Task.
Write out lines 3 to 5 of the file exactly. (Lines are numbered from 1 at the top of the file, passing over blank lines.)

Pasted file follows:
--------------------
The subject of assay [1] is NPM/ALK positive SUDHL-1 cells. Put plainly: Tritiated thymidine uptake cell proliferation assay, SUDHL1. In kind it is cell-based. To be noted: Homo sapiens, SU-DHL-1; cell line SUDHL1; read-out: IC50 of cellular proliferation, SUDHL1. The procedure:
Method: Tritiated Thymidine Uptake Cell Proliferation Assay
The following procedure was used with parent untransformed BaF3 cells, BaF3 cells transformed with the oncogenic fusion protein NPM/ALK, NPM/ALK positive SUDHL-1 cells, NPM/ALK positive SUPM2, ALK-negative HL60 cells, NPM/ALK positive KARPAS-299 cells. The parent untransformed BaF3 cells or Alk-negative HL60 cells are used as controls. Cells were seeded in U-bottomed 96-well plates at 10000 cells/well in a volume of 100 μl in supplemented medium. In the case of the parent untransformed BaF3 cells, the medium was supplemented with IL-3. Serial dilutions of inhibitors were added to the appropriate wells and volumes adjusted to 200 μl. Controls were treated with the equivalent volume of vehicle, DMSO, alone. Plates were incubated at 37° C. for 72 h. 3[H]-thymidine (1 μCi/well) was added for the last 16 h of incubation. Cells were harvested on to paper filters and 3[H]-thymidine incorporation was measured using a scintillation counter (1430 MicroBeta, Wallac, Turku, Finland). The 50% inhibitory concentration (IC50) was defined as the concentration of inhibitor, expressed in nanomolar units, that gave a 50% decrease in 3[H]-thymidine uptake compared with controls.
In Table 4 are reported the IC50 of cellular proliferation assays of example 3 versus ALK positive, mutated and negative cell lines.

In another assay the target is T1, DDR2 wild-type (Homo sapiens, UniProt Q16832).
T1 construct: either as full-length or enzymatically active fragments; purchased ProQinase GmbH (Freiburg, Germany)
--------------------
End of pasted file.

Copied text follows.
The following procedure was used with parent untransformed BaF3 cells, BaF3 cells transformed with the oncogenic fusion protein NPM/ALK, NPM/ALK positive SUDHL-1 cells, NPM/ALK positive SUPM2, ALK-negative HL60 cells, NPM/ALK positive KARPAS-299 cells. The parent untransformed BaF3 cells or Alk-negative HL60 cells are used as controls. Cells were seeded in U-bottomed 96-well plates at 10000 cells/well in a volume of 100 μl in supplemented medium. In the case of the parent untransformed BaF3 cells, the medium was supplemented with IL-3. Serial dilutions of inhibitors were added to the appropriate wells and volumes adjusted to 200 μl. Controls were treated with the equivalent volume of vehicle, DMSO, alone. Plates were incubated at 37° C. for 72 h. 3[H]-thymidine (1 μCi/well) was added for the last 16 h of incubation. Cells were harvested on to paper filters and 3[H]-thymidine incorporation was measured using a scintillation counter (1430 MicroBeta, Wallac, Turku, Finland). The 50% inhibitory concentration (IC50) was defined as the concentration of inhibitor, expressed in nanomolar units, that gave a 50% decrease in 3[H]-thymidine uptake compared with controls.
In Table 4 are reported the IC50 of cellular proliferation assays of example 3 versus ALK positive, mutated and negative cell lines.

In another assay the target is T1, DDR2 wild-type (Homo sapiens, UniProt Q16832).